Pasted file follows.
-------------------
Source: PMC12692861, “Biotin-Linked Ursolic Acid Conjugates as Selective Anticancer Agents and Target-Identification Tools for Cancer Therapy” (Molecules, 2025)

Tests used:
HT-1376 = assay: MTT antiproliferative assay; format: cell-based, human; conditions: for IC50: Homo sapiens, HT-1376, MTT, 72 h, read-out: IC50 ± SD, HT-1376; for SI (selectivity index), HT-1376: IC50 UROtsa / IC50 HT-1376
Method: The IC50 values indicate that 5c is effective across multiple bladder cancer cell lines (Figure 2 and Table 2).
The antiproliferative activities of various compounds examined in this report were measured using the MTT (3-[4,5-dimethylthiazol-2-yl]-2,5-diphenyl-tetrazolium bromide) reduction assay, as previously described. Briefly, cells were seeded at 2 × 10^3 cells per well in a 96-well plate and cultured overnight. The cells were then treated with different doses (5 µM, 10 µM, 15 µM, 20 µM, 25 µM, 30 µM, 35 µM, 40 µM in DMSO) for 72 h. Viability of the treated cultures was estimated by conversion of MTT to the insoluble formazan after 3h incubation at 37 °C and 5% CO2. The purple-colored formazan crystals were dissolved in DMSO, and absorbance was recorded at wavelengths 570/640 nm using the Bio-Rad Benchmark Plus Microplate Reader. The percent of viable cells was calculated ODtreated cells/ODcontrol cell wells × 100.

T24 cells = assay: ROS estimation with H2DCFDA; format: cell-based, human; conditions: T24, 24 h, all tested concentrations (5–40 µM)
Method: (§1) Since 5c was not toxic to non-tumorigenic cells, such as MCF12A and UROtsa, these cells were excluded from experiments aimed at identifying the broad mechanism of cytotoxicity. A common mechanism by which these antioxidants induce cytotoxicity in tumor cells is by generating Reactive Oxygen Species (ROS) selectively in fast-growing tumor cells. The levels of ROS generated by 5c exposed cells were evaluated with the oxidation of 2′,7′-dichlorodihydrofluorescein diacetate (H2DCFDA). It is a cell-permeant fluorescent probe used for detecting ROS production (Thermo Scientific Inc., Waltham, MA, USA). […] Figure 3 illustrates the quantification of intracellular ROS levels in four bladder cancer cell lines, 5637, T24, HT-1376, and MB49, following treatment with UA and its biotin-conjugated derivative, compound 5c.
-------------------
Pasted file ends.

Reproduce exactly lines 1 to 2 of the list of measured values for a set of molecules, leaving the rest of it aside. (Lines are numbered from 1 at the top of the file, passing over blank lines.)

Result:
Source: PMC12692861, “Biotin-Linked Ursolic Acid Conjugates as Selective Anticancer Agents and Target-Identification Tools for Cancer Therapy” (Molecules, 2025)

Tests used: